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Deficiency of d-Erythroascorbic Acid Attenuates Hyphal Growth and Virulence of Candida albicans

American Society for Microbiology
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  • Fungal And Parasitic Infections
  • Biology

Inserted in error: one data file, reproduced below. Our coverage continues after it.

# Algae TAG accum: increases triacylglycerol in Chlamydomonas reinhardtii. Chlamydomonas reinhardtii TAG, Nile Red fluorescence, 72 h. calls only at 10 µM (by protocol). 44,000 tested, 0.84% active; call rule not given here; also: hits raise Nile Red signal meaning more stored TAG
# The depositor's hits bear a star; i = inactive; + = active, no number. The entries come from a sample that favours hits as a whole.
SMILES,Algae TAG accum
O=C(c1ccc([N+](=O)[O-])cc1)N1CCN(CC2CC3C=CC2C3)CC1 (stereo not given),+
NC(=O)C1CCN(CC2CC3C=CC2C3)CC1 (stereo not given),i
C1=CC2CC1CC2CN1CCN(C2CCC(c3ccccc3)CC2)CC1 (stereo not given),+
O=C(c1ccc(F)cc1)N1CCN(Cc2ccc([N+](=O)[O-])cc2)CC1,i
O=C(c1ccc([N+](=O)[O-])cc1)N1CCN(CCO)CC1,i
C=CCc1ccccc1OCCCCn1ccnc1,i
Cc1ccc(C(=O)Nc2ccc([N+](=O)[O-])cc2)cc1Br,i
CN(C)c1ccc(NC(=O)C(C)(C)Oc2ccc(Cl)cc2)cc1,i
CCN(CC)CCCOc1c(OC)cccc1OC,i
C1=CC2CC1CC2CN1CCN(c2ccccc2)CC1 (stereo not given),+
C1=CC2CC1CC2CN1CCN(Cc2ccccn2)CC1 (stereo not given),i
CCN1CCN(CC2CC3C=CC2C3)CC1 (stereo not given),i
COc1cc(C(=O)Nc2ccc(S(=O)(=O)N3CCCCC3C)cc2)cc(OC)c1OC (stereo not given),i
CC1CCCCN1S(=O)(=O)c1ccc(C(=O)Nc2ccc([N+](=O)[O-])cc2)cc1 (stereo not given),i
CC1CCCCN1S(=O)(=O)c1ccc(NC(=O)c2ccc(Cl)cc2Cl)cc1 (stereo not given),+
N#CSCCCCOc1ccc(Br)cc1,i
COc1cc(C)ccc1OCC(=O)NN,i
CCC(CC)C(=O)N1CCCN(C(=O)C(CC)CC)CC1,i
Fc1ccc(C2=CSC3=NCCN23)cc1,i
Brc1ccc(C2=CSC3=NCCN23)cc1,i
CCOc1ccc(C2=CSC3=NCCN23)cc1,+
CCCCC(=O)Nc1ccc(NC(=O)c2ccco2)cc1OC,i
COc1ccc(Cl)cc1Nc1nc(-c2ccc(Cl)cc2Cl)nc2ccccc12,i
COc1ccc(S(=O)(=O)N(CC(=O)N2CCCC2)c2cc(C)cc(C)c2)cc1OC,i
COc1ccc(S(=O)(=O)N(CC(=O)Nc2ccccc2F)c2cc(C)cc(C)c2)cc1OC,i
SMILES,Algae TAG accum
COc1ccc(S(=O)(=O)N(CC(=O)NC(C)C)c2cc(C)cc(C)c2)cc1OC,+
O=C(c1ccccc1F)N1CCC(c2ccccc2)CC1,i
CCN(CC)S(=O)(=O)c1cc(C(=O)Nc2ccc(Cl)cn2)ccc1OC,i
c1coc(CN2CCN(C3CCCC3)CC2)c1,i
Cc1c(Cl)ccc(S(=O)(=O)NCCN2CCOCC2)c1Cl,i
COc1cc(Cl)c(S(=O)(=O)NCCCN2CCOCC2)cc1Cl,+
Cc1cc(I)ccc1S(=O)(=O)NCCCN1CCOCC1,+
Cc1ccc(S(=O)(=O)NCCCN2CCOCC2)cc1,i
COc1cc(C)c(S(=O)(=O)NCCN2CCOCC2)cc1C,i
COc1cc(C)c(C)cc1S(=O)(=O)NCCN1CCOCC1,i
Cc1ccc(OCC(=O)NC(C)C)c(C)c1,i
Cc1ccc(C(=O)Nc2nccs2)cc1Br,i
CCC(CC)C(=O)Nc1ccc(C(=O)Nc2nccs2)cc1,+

In some lower eukaryotes, d-erythroascorbic acid, a five-carbon analog of l-ascorbic acid, is present instead of l-ascorbic acid. We have cloned ALO1, the gene encoding d-arabinono-1,4-lactone oxidase, which catalyzes the final step of d-erythroascorbic acid biosynthesis in Candida albicans. The ALO1 gene contained a continuous open reading frame of 1,671 bp that encodes a polypeptide consisting of 557 amino acids with a calculated molecular mass of 63,428 Da. To investigate the functional roles of d-erythroascorbic acid in C. albicans, we disrupted or overexpressed the ALO1 gene. In the alo1/alo1 null mutants, the activity of d-arabinono-1,4-lactone oxidase was completely lost and d-erythroascorbic acid could not be detected. When ALO1 on a multicopy plasmid was transformed in C. albicans, the enzyme activity and the intracellular d-erythroascorbic acid level were increased up to 3.4-fold and 4.0-fold, respectively. The alo1/alo1 null mutants of C. albicans showed increased sensitivity towards oxidative stress. Overexpression of ALO1 made the cells more resistant to the same stress. The alo1/alo1 mutants showed defective hyphal growth and attenuated virulence. Taken together, our results suggest that d-erythroascorbic acid functions as an important antioxidant and can be considered one of the virulence factors enhancing the pathogenicity of C. albicans.

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